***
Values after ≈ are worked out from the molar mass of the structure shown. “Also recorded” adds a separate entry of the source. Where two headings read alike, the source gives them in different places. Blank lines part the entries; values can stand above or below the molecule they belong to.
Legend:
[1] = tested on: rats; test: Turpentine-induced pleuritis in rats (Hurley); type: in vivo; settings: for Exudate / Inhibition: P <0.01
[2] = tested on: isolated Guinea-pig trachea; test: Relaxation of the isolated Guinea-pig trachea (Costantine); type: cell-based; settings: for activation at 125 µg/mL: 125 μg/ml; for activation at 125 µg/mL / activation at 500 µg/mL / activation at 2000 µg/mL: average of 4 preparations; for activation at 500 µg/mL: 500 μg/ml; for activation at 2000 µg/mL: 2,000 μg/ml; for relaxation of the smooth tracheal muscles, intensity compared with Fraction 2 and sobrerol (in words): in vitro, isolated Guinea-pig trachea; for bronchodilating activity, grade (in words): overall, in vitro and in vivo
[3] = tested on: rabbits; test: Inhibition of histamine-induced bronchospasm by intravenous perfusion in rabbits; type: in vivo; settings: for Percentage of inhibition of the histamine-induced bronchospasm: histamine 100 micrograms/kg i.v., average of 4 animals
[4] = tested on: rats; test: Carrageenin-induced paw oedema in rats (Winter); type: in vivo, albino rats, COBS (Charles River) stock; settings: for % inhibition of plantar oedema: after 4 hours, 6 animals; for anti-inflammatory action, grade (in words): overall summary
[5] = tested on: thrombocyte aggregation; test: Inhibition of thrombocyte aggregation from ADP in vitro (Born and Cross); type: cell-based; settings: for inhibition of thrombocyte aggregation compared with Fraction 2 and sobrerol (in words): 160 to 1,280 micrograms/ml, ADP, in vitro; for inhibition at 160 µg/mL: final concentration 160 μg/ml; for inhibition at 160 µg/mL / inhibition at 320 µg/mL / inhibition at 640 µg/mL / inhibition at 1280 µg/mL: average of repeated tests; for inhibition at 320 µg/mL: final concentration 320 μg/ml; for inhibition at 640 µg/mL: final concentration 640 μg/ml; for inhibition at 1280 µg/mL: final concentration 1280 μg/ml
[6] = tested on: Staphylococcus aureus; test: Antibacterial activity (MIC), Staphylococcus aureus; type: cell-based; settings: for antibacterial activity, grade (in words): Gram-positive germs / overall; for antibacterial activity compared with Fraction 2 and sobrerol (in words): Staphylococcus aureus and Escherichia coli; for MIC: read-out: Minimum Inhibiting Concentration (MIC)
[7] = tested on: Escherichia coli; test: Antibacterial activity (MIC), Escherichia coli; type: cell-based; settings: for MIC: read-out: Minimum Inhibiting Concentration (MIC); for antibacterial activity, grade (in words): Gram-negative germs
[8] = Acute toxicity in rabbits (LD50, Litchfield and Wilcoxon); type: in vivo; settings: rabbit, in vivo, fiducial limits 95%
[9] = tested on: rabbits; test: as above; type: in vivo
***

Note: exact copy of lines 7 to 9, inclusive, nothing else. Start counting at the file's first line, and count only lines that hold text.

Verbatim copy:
[5] = tested on: thrombocyte aggregation; test: Inhibition of thrombocyte aggregation from ADP in vitro (Born and Cross); type: cell-based; settings: for inhibition of thrombocyte aggregation compared with Fraction 2 and sobrerol (in words): 160 to 1,280 micrograms/ml, ADP, in vitro; for inhibition at 160 µg/mL: final concentration 160 μg/ml; for inhibition at 160 µg/mL / inhibition at 320 µg/mL / inhibition at 640 µg/mL / inhibition at 1280 µg/mL: average of repeated tests; for inhibition at 320 µg/mL: final concentration 320 μg/ml; for inhibition at 640 µg/mL: final concentration 640 μg/ml; for inhibition at 1280 µg/mL: final concentration 1280 μg/ml
[6] = tested on: Staphylococcus aureus; test: Antibacterial activity (MIC), Staphylococcus aureus; type: cell-based; settings: for antibacterial activity, grade (in words): Gram-positive germs / overall; for antibacterial activity compared with Fraction 2 and sobrerol (in words): Staphylococcus aureus and Escherichia coli; for MIC: read-out: Minimum Inhibiting Concentration (MIC)
[7] = tested on: Escherichia coli; test: Antibacterial activity (MIC), Escherichia coli; type: cell-based; settings: for MIC: read-out: Minimum Inhibiting Concentration (MIC); for antibacterial activity, grade (in words): Gram-negative germs